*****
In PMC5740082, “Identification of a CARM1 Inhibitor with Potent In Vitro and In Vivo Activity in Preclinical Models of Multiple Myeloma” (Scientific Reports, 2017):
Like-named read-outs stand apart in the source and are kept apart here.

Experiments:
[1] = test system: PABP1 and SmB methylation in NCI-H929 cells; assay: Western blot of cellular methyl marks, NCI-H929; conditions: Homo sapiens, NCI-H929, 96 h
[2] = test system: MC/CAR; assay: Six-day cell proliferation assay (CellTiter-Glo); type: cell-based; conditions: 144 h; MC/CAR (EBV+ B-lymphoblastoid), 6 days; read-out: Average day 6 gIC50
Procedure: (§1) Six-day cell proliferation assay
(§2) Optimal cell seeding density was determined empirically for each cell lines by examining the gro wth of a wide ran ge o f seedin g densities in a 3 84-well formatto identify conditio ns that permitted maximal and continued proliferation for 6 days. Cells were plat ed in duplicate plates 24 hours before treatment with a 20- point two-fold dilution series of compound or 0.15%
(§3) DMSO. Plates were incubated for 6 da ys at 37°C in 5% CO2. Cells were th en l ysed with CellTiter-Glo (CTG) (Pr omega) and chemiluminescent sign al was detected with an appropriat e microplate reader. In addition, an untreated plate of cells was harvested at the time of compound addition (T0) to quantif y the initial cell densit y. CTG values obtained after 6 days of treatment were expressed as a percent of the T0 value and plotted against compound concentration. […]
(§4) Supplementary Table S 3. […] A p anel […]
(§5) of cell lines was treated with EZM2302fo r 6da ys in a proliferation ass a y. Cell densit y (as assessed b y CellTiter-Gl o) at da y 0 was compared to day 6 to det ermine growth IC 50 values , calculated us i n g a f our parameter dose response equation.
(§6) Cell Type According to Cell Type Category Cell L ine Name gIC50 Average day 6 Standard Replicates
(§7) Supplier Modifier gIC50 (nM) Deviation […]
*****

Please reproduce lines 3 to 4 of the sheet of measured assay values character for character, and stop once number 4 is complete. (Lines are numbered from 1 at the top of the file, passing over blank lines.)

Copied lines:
Experiments:
[1] = test system: PABP1 and SmB methylation in NCI-H929 cells; assay: Western blot of cellular methyl marks, NCI-H929; conditions: Homo sapiens, NCI-H929, 96 h